'Vrubel came to us as a messenger to tell us that the violet night is sprinkled with the gold of a clear evening. He left us his Demons to exorcise the violet evil and the night. What Vrubel and those like him reveal to mankind once a century, make me tremble with awe'
In 1884, the famous art historian Adrian Prakhov, who supervised the re-construction of the old and construction of the new cathedrals in Kiev, invited Vrubel to take part in the restoration of the Old Russian murals and mosaics in the 12th century Church of St. Cyril. The knowledge Vrubel acquired in the process of this work contributed to the perfection of his style as a painter.
In the Kiev period the personal style Vrubel was formed, the key feature assimilates which one - creation of effect of a scintillation of crystalline edges of the form that compares the pictures of the artist with mosaics.
Vrubel’s method is not so much direct supervision and transfer of a visible nature, how many method of theoretical submission, imagination, which one uses the visible forms to create from them unexpected, strange combinations, creating the extremely changed world. The subjects of his works is, as a rule, “eternal” plots and images which came not directly from life, and from art.
In Kiev Vrubel started to work on the theme of the Demon. The Kiev versions of the Demon, both the pictures and sculptures, have not survived. In fact, Vrubel did not take pains to preserve his works, being more interested in the process of creation than in the result.
During his first year in Moscow, Vrubel went on working on the paintings he had conceived in Kiev. Among others are the Demon Seated (1890) and a series of illustrations for Mikhail Lermontov’s poem The Demon (1890) and his novel A Hero of Our Time (1890-1891). The illustrations made his name known to the public but brought him notoriety rather than fame: too unusual for the tastes of 1880s, they caused bewilderment and derision. But in the artistic circles of Russia, Vrubel was received favorably.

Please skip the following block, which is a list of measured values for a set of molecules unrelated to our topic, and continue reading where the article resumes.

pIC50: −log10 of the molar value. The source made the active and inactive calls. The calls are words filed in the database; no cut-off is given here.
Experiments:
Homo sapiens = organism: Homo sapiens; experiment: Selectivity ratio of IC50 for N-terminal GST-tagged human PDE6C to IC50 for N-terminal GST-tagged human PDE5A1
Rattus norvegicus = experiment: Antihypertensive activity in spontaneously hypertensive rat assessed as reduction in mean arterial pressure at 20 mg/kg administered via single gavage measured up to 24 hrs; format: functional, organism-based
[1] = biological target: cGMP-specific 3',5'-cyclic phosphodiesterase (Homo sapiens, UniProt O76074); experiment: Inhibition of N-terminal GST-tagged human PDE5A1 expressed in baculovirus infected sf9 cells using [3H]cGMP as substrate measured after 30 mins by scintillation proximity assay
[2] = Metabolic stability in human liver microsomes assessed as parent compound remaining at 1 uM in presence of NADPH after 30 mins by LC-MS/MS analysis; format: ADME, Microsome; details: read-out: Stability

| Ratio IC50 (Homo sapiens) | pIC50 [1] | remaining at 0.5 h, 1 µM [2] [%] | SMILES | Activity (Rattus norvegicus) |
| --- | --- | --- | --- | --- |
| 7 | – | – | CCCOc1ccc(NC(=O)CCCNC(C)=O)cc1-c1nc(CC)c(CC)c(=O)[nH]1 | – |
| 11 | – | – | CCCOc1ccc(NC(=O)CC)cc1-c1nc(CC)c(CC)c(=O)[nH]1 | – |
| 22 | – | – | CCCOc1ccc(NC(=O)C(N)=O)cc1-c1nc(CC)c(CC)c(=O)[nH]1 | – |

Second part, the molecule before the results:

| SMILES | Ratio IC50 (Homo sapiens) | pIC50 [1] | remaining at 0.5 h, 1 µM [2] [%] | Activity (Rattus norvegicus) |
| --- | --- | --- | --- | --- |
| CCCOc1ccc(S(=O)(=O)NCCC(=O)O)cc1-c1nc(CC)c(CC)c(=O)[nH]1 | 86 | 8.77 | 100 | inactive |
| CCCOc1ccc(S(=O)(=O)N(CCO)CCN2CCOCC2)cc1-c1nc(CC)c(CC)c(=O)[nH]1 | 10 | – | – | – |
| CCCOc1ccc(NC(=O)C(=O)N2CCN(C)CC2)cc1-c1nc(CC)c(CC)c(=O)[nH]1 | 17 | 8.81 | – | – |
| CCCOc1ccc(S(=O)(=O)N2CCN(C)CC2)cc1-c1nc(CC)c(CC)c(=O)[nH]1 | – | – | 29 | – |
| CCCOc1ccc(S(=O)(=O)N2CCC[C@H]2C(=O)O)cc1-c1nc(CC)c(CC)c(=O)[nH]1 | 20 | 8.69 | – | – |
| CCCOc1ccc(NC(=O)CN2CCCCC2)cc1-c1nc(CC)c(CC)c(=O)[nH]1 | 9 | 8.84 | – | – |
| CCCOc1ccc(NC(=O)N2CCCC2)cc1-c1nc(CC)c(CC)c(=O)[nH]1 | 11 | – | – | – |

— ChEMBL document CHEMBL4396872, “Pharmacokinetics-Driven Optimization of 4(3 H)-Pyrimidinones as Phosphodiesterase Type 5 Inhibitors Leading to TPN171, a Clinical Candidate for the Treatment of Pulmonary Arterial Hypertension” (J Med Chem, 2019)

His canvases strike one by their harmony and contrast. Actuality is turned into fantasy, while the power of his brush gives fantasy a tangible validity. Form in Vrubel’s paintings is not only voluminous, but is “diamond-cut” like precious stones. Vrubel’s “diamond-cutting” is intended to expose in-depth essence of the subject, revealed to the painter’s prophetic vision. A specific twilight color scheme blankets the world of his pictures in the haze of unraveled mystery.
His talent proved truly universal: in everything he did, and he could do almost everything, was the search for a lucid beautiful style. This search eventually made Vrubel the true founder of Russian Art Nouveau, a style that partially grew out of Russian neo-romanticism.
The most characteristic feature of this style is its cult of beauty – melancholic, enigmatic and refined – and its tendency to the synthesis of arts in everything.
The Demon is one of Vrubel’s most favorite images. He is sick and tired of doing evil, yet goodness is a thing alien to him. Immortal – he has no future, omniscient – he is without peers, omniscient – he is denied choice. In the Demon Seated of 1890 the Demon sits in melancholy contemplation in the midst of a cold and endless desert. He is a mighty and strong spirit, suffering in a body so powerful it seems hewn out of rock. The tragedy of the Demon is the tragedy of the artist himself, protesting the collapse of his romantic illusions.